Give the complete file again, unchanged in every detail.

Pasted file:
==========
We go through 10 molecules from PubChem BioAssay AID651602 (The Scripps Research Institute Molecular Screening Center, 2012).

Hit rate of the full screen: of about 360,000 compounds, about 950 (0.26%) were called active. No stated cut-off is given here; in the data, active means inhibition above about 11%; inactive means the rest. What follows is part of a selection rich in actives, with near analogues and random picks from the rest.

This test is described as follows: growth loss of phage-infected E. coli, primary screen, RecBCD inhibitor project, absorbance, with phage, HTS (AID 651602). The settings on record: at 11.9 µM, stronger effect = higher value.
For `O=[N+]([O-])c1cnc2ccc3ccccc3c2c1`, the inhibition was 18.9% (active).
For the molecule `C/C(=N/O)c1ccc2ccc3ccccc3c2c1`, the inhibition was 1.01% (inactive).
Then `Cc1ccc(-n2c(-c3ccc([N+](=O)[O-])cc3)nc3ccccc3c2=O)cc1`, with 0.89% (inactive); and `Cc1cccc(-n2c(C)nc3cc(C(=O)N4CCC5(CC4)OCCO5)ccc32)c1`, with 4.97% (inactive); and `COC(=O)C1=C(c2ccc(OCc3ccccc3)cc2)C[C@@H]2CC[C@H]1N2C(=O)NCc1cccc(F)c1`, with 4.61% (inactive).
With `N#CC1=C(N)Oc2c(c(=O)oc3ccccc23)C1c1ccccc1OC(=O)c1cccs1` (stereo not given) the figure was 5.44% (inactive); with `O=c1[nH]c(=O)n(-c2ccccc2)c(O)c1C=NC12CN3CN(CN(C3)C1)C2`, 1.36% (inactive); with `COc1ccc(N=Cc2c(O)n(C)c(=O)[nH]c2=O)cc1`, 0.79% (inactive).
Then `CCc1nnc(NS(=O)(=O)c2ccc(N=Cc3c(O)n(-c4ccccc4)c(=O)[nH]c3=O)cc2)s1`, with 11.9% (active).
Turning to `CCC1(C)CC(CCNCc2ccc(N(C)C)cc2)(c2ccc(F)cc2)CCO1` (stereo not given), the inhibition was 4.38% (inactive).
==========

We go through 10 molecules from PubChem BioAssay AID651602 (The Scripps Research Institute Molecular Screening Center, 2012).

Hit rate of the full screen: of about 360,000 compounds, about 950 (0.26%) were called active. No stated cut-off is given here; in the data, active means inhibition above about 11%; inactive means the rest. What follows is part of a selection rich in actives, with near analogues and random picks from the rest.

This test is described as follows: growth loss of phage-infected E. coli, primary screen, RecBCD inhibitor project, absorbance, with phage, HTS (AID 651602). The settings on record: at 11.9 µM, stronger effect = higher value.
For `O=[N+]([O-])c1cnc2ccc3ccccc3c2c1`, the inhibition was 18.9% (active).
For the molecule `C/C(=N/O)c1ccc2ccc3ccccc3c2c1`, the inhibition was 1.01% (inactive).
Then `Cc1ccc(-n2c(-c3ccc([N+](=O)[O-])cc3)nc3ccccc3c2=O)cc1`, with 0.89% (inactive); and `Cc1cccc(-n2c(C)nc3cc(C(=O)N4CCC5(CC4)OCCO5)ccc32)c1`, with 4.97% (inactive); and `COC(=O)C1=C(c2ccc(OCc3ccccc3)cc2)C[C@@H]2CC[C@H]1N2C(=O)NCc1cccc(F)c1`, with 4.61% (inactive).
With `N#CC1=C(N)Oc2c(c(=O)oc3ccccc23)C1c1ccccc1OC(=O)c1cccs1` (stereo not given) the figure was 5.44% (inactive); with `O=c1[nH]c(=O)n(-c2ccccc2)c(O)c1C=NC12CN3CN(CN(C3)C1)C2`, 1.36% (inactive); with `COc1ccc(N=Cc2c(O)n(C)c(=O)[nH]c2=O)cc1`, 0.79% (inactive).
Then `CCc1nnc(NS(=O)(=O)c2ccc(N=Cc3c(O)n(-c4ccccc4)c(=O)[nH]c3=O)cc2)s1`, with 11.9% (active).
Turning to `CCC1(C)CC(CCNCc2ccc(N(C)C)cc2)(c2ccc(F)cc2)CCO1` (stereo not given), the inhibition was 4.38% (inactive).